A US military official who briefed news media last month about Iraq's upcoming offensive to retake Mosul provided inaccurate information and should never have publicly discussed war plans anyway, US Defence Secretary Ash Carter said.
Carter's criticism on Tuesday of the February news briefing by an official from the US military's Central Command was accompanied by an assurance from the secretary to Congress that the matter was subject to an internal inquiry.
The official at the centre of the inquiry, who had spoken on condition of anonymity, had said Iraqi army brigades would soon go through coalition training in Iraq to prepare for the Mosul mission.
He added that five brigades would make up the core fighting force that would launch the attack, but that they would be supplemented by three smaller brigades serving as reserve forces, along with three Peshmerga brigades.
The Peshmerga are Kurdish forces from northern Iraq.
"That clearly was neither accurate information, nor had it been accurate, would have it been information that should have been blurted out to the press. So it's wrong on both scores," Carter, who took over as defence secretary in February, told a hearing by the Senate Armed Services Committee.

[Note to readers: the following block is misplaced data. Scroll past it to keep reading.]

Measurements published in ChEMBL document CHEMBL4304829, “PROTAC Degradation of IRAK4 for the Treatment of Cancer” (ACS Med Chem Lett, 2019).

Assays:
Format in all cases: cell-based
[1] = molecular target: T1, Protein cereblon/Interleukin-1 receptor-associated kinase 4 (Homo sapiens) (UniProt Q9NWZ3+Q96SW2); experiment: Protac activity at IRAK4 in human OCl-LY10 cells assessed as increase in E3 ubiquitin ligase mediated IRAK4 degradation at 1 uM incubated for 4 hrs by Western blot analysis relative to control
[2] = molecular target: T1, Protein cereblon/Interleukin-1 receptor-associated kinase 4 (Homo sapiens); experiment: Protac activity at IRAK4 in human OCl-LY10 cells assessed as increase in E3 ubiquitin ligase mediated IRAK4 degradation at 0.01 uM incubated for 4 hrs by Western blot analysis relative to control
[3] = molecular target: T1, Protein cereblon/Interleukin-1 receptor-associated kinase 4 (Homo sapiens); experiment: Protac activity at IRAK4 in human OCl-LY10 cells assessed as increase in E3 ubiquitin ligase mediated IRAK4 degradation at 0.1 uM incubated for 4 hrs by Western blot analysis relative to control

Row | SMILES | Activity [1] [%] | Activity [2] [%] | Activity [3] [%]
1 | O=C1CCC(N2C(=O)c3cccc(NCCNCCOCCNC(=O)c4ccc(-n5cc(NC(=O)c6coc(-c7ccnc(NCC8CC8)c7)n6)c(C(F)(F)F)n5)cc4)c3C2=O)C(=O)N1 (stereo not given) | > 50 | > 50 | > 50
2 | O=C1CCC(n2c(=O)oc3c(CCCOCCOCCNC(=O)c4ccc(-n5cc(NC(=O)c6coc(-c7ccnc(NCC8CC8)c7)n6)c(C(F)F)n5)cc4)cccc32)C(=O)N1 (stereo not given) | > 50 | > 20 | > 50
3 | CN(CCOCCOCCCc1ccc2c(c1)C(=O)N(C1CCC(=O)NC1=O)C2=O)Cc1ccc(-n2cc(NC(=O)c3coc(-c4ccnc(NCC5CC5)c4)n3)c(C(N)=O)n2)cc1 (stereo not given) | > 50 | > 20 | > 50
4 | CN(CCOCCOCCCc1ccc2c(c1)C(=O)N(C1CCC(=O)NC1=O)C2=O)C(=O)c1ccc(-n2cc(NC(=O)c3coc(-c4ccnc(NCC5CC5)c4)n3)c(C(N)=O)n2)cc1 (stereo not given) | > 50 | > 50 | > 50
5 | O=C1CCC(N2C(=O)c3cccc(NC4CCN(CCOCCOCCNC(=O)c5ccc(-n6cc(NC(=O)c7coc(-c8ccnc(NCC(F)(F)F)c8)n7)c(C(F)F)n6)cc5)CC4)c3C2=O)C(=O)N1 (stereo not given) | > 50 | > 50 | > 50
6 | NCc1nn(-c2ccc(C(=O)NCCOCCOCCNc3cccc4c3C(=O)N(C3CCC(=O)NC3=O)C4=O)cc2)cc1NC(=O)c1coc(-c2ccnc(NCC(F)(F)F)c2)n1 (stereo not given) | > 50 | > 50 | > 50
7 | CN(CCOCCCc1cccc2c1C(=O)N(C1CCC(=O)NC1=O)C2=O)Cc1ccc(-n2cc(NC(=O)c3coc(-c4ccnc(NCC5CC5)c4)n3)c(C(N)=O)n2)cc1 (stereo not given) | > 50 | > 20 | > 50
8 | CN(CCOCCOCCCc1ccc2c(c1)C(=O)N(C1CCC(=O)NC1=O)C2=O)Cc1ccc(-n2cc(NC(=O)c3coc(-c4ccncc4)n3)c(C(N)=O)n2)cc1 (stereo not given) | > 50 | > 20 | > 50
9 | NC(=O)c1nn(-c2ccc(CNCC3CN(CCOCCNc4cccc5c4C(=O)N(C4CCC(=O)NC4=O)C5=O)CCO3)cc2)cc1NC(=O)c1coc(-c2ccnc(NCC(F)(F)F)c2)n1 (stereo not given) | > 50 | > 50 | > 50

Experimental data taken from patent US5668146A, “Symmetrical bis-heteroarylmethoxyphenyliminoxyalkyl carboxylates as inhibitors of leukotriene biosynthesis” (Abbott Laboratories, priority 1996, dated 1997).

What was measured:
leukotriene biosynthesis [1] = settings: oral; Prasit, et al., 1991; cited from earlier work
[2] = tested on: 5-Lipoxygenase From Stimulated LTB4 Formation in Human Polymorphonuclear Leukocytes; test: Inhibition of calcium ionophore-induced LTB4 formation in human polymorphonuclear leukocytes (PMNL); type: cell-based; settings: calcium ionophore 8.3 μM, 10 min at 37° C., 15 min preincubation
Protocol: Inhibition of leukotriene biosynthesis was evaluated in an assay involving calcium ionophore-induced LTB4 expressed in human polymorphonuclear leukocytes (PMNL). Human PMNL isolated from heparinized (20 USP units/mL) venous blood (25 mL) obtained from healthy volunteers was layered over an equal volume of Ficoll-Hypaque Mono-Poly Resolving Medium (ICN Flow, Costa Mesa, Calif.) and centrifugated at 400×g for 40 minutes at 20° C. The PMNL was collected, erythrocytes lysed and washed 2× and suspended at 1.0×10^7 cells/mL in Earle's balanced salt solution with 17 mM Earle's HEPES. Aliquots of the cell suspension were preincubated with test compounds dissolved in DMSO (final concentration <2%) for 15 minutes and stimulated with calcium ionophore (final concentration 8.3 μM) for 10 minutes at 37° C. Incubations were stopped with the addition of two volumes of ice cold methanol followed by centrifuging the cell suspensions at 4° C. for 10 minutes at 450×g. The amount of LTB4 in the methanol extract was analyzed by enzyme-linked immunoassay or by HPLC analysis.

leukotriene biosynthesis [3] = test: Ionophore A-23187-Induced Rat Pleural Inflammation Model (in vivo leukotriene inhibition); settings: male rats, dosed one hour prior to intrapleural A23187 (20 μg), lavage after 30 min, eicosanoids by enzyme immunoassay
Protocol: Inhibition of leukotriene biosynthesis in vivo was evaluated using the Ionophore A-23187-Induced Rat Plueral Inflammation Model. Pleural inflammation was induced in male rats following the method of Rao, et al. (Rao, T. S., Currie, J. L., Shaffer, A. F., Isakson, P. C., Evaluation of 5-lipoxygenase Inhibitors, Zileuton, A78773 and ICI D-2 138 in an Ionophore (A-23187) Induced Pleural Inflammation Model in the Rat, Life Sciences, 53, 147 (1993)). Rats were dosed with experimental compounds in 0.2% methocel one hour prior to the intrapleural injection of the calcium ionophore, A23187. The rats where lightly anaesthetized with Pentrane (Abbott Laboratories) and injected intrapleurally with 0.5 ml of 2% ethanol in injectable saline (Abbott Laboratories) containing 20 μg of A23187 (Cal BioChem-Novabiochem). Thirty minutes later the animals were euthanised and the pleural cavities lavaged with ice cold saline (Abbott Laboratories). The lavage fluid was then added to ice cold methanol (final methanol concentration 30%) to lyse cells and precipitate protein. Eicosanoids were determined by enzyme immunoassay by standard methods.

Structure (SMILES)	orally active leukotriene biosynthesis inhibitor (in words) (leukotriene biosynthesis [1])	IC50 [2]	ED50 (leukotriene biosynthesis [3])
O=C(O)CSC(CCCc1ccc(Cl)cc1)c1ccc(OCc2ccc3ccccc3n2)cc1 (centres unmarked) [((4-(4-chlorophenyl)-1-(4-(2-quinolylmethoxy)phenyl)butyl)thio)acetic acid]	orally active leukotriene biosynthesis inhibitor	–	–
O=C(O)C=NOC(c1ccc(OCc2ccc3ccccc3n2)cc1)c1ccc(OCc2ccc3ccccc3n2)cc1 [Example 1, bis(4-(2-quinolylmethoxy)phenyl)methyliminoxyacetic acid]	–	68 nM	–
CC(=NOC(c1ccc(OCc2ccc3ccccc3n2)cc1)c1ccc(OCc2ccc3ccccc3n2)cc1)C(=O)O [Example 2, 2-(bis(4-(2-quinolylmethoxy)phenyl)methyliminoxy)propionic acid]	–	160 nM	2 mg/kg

Two influential Republican senators on the committee, John McCain and Lindsey Graham, sent a letter to the White House on February 20, complaining about the briefing, which predicted a Mosul offensive was likely to start in April or May, involving 20,000 to 25,000 Iraqi and Kurdish forces.
US officials, speaking to the Reuters news agency on condition of anonymity, have since suggested that timing could slip to the autumn.
Mosul, which had a population of more than one million people, was captured by fighters of the Islamic State of Iraq and the Levant in June, and is the largest city in the group's self-declared caliphate, a stretch of territory that straddles the border between northern Iraq and eastern Syria.
Carter described the briefing about the Mosul offensive as "an instance of speculation". He declined to offer a new timeline, saying Iraqi forces would go into Mosul when they were ready.
General Martin Dempsey, chairman of the Joint Chiefs of Staff, said Central Command would "take the appropriate action" once the inquiry was complete.